Get to know the family members and their “dynamics.” Express an interest in their concerns regarding their loved one’s care. Recognize challenges they may face in being present (full-time jobs, distance, etc.). Doing so will build trust and reassure them you are there to support them as well.

Keeping an open and honest line of communication will reassure family members their loved one is in good hands, particularly for those who live far away. How often you provide updates may be challenging when multiple members expect updates and questions answered. 

Your availability to family members when they are in need will be critical to the nature of the relationship. Minimizing schedule disruptions such as multiple inquiries is also essential in efficient time management. Planning family updates and scheduling them into your master calendar will not only assure family members they will be kept in the loop but will also aid in task management. Designate one family member, if possible, to be the point person, and they can disseminate information to the rest of the family. 

Keep Written Journals 

Most home health care services keep detailed patient care files internally. To maintain written journals for each patient for your reference, as well as for family members and potential substitutes, could prove to be invaluable. Each patient folder should include:

  • Name, address, and social security # of the patient (sometimes needed for doctors’ appointments).
  • Designated family members in the care plan, including phone numbers. 
  • A record of all medications and the schedule for administering. 
  • Any allergies the patient may have.
  • Previous medical issues.
  • Copies of health insurance cards, ie. Medicare and Medicaid.
  • Social and food likes and dislikes.
  • Behaviors and sensitivities.

Trained caregivers are prepared to act accordingly in the event of an emergency; however, to recall all this pertinent information from memory is not only next to impossible but dangerous. Having this file handy is a necessary tool.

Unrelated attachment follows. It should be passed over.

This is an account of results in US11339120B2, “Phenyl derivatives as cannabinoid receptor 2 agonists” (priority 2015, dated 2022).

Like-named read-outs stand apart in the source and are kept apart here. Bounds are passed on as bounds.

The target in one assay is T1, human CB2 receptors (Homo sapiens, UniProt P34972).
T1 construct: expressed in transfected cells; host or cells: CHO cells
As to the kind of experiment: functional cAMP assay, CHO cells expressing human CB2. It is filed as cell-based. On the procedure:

There will be times when the primary caregiver is unable to make the visit. Caregivers do succumb to colds and other illnesses from time to time and hopefully will take a vacation now and then. If someone is pinch-hitting, the senior patient may feel out of sorts, but having this valuable information to guide the substitute can help make the visit as comfortable as possible.

Take Care of Yourself

 “There is a reason air travelers are instructed to put on their own oxygen masks before tending to a child’s: you are better able to take care of others when your own physical condition is secure.” – Harvard Women’s Health Watch 

Caregiver strain is a real thing! Most professional caregivers balance the responsibilities of their personal life along with the many demands of their professional life. Incorporating time to exercise, eat healthy meals, and get the proper amount of sleep may seem impossible, but necessary to be your best self.

Recognize your concerns if they are interfering with your performance. Are you fatigued? Having a hard time maintaining your pace and keeping up with your schedule? Feeling out of sorts?

Related:
Stress and Aging: Recognizing & Managing Your Senior’s Symptoms

Don’t be afraid to ask for help! Your fellow caregivers most likely have felt the same pressures and stress you may be experiencing. If you’re feeling stressed, your senior is likely to feel residual stress. Get some advice. Sometimes talking about how you are feeling to someone who understands is half the battle.

  • Take a break once in a while during the day.  
  • Get fresh air by taking a walk between client visits.
  • Practice mindful meditation anywhere you can find a quiet 10 minutes (even in the car).
  • Listen to comedy podcasts while traveling for a new perspective. Laughing has excellent healing powers.

Remember, you are not alone! The work of a caregiver is invaluable to so many. Providing quality care with love, empathy, patience, and compassion, is not only a skill but a precious commodity, and we are glad you are out there! We hope these tips for caregivers help keep you healthy, timely and organized!